Defeat “should”s with the Frivolous Project Matrix

Defeat “should”s with the Frivolous Project Matrix

Sometimes there are moments in my personal projects when all across the board it is (what I call) ‘boring’ work. A task is considered boring when it does not involve any creativity, technical, or learning. This type of work does not help keep my soul alive. The problem is that the activation energy to accomplish boring tasks is significantly more. This is relevant when working on long-term projects which require pacing to endure throughout all the work that needs to get done. Also, I should mention, this probably only applies to projects that you aren’t making a wage from yet. I think a lot of things change when it goes from a project to a paying role, it becomes more important and you are (finally) being rewarded for years of work and training. One can dream, I guess. Until that dream is achieved, here’s a solution I’m going to try.

Weekend recharging for me (after sleep is covered) means engaging in boundless curiosity and … MAKING STUFF! Make whatever! Learn something new while making! Try making different things! What happens if this attaches to this and does that? Who knows, just try it! For me, this is much more fun and inspiring than, say, consuming more content and videogames, as well as being forced into social situations because that’s what society expects you to do to have fun. Bah! No way!

Wait! There’s a caveat: Even if you’re MAKING STUFF, you’ll still be confused about what project to make, and most importantly you’ll be haunted with the “should be doing XYZ” thoughts. The “should” thoughts are not very productive because they discount the entire purpose – to recharge. Here’s a way I’m going to combat this, and I call it:

THE FRIVOLOUS PROJECT MATRIX

As the name suggests, the frivolous project matrix is comprised of a set of criteria to grade a project idea on, and 3 project ideas. If you have more project ideas going in to the weekend, then you need to cut it down to just 3. Then it is time to figure out the criteria. For me, this is the criteria list and the description as a prompt:

CriteriaDescription
Costcan i use supplies already available for this? or are new components needed for it?
Unstructuredis there any structure needed to complete the project? does this project have elements that are ‘out of the box’?
Unlockabilitywould doing this project make some other future project ideas possible?
Playfulnessis there an element of unknown in this project that will involve seeing how a part turns out, and then building on that result? seeing how things change if something different is added to the mix? eg, just playing!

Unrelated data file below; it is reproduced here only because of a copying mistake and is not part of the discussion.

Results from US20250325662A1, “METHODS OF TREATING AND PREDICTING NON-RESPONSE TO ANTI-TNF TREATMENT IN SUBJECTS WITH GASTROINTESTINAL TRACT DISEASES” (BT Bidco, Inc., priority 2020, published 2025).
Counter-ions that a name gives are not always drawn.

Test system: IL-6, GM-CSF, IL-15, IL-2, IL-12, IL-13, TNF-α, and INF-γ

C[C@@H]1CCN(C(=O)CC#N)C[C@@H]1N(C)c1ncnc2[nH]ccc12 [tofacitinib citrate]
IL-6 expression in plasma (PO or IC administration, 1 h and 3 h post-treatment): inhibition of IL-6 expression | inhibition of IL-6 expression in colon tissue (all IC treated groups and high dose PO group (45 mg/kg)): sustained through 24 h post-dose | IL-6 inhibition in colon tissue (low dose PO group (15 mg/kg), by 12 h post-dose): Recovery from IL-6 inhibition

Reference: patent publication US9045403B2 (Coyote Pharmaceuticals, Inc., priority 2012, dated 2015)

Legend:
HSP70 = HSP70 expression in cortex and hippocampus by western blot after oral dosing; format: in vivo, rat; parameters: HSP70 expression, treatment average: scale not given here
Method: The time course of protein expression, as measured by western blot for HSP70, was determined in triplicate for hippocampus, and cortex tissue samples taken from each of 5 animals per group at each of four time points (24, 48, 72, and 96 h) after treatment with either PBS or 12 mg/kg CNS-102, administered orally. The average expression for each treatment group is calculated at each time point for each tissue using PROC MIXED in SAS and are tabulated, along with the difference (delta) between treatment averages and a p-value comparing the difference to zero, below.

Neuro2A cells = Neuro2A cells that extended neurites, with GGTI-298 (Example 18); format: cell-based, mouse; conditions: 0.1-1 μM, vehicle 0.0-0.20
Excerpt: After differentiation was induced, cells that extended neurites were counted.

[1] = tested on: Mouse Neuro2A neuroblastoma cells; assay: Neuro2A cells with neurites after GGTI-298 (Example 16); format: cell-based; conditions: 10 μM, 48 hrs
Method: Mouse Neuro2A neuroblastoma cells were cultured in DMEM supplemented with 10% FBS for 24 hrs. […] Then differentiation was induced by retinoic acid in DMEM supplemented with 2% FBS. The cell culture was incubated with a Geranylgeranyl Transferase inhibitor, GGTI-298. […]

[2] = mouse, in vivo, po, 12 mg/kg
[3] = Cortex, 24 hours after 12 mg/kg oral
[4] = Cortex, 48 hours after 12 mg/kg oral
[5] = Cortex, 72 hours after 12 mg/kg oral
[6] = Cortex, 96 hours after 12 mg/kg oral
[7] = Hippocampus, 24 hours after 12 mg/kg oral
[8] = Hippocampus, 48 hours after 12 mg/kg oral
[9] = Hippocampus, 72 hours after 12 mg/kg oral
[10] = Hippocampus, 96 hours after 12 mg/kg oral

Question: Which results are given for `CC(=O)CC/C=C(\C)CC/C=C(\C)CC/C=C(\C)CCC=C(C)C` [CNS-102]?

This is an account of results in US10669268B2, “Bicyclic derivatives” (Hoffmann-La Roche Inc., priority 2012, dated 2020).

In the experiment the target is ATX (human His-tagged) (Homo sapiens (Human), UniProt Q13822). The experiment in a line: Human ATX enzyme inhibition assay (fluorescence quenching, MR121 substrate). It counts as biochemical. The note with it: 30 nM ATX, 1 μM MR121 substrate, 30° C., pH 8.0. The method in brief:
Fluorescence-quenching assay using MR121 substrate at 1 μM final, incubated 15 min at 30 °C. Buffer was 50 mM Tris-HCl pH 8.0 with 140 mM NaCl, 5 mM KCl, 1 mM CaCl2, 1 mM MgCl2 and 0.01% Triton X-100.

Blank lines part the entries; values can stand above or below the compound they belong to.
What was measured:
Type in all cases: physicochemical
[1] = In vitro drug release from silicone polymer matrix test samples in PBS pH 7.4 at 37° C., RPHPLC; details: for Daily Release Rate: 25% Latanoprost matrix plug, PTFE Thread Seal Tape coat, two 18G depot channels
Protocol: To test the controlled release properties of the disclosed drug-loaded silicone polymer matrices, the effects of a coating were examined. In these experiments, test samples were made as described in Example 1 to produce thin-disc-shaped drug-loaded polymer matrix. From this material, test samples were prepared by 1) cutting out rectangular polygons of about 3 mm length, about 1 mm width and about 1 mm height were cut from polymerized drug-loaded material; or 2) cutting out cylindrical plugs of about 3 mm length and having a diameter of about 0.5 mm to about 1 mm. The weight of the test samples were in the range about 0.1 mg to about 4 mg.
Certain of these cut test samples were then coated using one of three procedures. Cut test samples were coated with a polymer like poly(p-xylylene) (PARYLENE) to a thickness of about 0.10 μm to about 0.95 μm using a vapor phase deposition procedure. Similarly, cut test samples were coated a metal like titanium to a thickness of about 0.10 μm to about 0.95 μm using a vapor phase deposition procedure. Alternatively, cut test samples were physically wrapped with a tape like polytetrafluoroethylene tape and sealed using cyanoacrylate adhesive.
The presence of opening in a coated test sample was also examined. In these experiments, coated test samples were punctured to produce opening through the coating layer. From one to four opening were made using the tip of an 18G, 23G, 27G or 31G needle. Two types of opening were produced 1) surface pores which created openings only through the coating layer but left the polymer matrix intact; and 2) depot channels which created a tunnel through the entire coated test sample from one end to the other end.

Adventurousdoes this touch on a different area? is it new? will it give a different perspective?
Creativityare there artistic elements involved? eg, interactivity, positioning shapes in different ways, colours, blinking leds, sounds, re-arranging blocks, etc.
Challengingis this project technically challenging? new frontiers of my skillset?
Achievabilityis this project an easy win? will feel good from accomplishing it? is this project achievable? (it’s ok if not, sometimes the end goal isn’t the purpose for trying)
Learning new skillwill there be learning involved?
Content creationcould there be a piece created from this? eg, a video, tutorial, or blog post
Monetizationcould it lead to something that could be a product, offering, or service?
Timeis it achievable within the finite time of a weekend? (*note, if it still sounds interesting but is not, could investigate slicing the problem down even more)

The criteria is derived from immediate aspects in the project idea, and from possible future outcomes from the project. The weighting of the criteria can change, each week or whatever periodicity you want. That’s the fun and adaptable part, sometimes the weight of each of these may change depending on what’s on my mind. With the weights, it can capture this with regards to each project idea.

After that, it’s time to rate the projects and see the scores. The scores don’t make the decision of course – they are a number that can assist you in making the final choice on whether or not to embark on the project or not. Finally, once complete, go forth and MAKE STUFF and recharge! The Frivolous Project Matrix assists in defeating the “should”s that usually flood one’s mind when taking a break.

Any pre-requisites or post-requisites for frivolous projects? At the start: closing all existing browser tabs (bookmark if need be) to start with a fresh computer view. At the end: document and blog what was learned! Tidy up workbench and organize tools & parts. Close everything to start the week with a fresh computer view. And remember, during the whole frivolous project there is no pressure to succeed at all, and if there is any portion of it that is boring for more than 5 mins, then move on to something else!

Alright, that’s all for now. Anyway, thanks to the frivolous project matrix, it’s time to go MAKE STUFF!